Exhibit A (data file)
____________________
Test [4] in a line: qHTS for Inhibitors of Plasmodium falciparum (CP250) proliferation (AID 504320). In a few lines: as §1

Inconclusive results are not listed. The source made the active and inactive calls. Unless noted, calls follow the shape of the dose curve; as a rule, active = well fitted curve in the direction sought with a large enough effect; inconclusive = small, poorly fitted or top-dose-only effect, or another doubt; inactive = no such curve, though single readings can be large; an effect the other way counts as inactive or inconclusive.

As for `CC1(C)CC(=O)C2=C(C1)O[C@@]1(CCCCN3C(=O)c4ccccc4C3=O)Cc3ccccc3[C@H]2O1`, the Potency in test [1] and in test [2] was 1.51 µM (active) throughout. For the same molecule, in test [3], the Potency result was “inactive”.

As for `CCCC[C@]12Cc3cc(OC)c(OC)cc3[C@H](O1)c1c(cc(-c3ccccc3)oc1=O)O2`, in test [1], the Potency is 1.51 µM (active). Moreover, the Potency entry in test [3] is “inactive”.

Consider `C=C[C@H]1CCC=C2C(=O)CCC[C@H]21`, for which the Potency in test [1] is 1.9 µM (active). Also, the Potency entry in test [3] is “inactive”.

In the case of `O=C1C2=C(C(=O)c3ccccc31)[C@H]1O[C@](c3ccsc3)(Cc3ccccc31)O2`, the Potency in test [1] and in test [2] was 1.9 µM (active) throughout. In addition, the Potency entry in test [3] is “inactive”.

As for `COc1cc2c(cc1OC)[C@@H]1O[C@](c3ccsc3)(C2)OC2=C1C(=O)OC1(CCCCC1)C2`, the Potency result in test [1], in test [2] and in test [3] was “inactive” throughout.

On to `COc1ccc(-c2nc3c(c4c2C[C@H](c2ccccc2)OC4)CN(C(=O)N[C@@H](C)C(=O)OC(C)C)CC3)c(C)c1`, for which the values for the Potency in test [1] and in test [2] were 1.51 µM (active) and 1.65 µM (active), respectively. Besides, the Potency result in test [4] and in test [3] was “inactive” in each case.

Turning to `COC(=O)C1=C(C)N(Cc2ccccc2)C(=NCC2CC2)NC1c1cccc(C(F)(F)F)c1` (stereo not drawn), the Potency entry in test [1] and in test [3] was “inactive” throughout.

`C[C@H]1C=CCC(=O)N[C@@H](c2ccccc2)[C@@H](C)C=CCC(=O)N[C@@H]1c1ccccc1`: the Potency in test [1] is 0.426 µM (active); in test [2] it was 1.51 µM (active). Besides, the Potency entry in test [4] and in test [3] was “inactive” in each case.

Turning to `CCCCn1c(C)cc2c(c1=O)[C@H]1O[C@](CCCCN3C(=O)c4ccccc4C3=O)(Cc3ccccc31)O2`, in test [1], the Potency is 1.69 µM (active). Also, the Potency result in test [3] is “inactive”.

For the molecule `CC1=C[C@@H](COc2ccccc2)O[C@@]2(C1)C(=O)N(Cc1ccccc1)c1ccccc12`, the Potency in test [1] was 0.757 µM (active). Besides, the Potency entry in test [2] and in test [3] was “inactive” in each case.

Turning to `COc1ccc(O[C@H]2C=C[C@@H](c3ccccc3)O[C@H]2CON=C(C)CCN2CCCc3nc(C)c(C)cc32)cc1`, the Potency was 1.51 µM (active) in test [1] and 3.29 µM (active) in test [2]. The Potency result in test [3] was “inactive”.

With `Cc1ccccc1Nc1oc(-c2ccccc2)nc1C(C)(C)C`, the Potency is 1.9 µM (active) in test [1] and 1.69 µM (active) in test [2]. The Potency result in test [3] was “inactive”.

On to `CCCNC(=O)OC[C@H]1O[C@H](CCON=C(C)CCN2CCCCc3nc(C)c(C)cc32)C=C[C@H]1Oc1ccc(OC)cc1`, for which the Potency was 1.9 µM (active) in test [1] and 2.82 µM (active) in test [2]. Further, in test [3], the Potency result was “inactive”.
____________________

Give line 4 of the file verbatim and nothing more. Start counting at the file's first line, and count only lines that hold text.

As for `CCCC[C@]12Cc3cc(OC)c(OC)cc3[C@H](O1)c1c(cc(-c3ccccc3)oc1=O)O2`, in test [1], the Potency is 1.51 µM (active). Moreover, the Potency entry in test [3] is “inactive”.